It’s these scars I tell the doctor as he leans forward in his chair. It creaks and then he paints my face with his eyes.
We need to do something about these scars.
Later on, in the afternoon, I stroll through the park and as the joggers approach I lower my head. Later still I sit by the lake and throw stones at the moon. It separates and shivers and then clings to itself for warmth.
When I return home, and I march the dirt from my shoes before I step inside, he looks up from his magazines and smiles and I want to tear his throat out with my teeth. But I smile back and say Hi sorry I’m late have you eaten and he asks Did you know that the pollution from animal waste causes respiratory problems, skin infections, nausea, depression and even death for people who live near factory farms. I ask really and he says Yes and I know all of this already. I know that, in Indiana, livestock waste has been linked to miscarriages in women living near the hog farms. I don’t tell him this. I make dinner.
Next week I visit the doctor again and after I roll up my sleeves I say These too.
He takes me out for dinner and I want to smother his face with the tablecloth and stab the tablecloth until it looks like the carpet. Instead I ask him what it was he was saying about debeaking chickens and he reminds me that there are people eating here.
After he fucks me he explains that chickens in factory farms become aggressive due to the lack of space and they sometimes try to eat each other. That’s why they get debeaked. I ask How much space and he says As little as six-tenths of a square foot and so I decide to measure the bed.
He leaves for work and I call in sick and lie in the bath reading his magazines. The bubbles make a sound like this ` ` ` ` ` and the pages stick together and drip.
The next day, the doctor hovers over me as I spread myself flat and unbutton my shirt.
Tomorrow he calls to me while I’m burying rocks in the garden. He says Honey did you know that chickens are reservoirs for food bourne pathogens. That night I check my diaphragm for holes.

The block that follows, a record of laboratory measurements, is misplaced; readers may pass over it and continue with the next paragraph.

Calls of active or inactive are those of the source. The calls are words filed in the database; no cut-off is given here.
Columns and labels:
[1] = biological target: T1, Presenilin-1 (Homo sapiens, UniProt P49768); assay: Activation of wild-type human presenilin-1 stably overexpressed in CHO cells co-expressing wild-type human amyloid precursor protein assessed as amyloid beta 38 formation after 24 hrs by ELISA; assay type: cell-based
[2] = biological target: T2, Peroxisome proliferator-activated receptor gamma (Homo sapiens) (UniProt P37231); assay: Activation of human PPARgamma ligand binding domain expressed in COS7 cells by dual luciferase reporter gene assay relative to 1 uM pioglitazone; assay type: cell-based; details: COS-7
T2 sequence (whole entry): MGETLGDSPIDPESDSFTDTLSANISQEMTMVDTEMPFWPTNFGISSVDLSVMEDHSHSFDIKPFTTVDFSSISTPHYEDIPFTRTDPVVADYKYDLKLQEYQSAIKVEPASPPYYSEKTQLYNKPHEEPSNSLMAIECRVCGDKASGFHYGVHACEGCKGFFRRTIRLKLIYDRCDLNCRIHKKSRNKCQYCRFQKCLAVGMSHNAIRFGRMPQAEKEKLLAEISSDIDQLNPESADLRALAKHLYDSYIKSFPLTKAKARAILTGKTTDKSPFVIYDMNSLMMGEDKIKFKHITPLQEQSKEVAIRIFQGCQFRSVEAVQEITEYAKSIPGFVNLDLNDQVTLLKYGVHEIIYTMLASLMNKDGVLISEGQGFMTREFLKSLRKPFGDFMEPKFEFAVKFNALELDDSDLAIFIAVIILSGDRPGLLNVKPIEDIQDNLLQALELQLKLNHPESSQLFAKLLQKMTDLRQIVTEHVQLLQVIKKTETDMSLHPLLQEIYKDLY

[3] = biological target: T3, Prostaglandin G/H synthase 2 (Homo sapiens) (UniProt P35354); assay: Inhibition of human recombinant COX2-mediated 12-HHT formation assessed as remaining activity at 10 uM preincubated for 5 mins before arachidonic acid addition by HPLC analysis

I crawl into the kitchen and punch the tiles until my knuckles bleed.
The next morning he tells me to stay in bed, that I look unwell, that eighty percent of pigs have pneumonia upon slaughter and I know why. Stagnant pools of feces and urine produce ammonia and hydrogen sulfide gases which irritate their lungs and he says Good girl.
I get up as soon as the front door chimes shut and then sit in the studio with the sun. My paintings are jumbled together and they reach out to me like starving children.
When the front door chimes again that evening I am in the kitchen and I see his feet and his briefcase and then his smile. He asks What’s for dinner and I say Whatever you like but the truth is I have already made it.
During the week I catch the bus to work. I stand beside the driver and tell him that some cows are injured or become sick during transport to the stockyards or slaughterhouse. These cows are called downers because they can no longer stand up. The downers are pushed with bulldozers into piles and then left there to die. I point at the passengers and am surprised to find that they look just like my paintings.
At the doctor’s I slip out of my skirt and point to a spot just below my knee and say This should be the first one to go.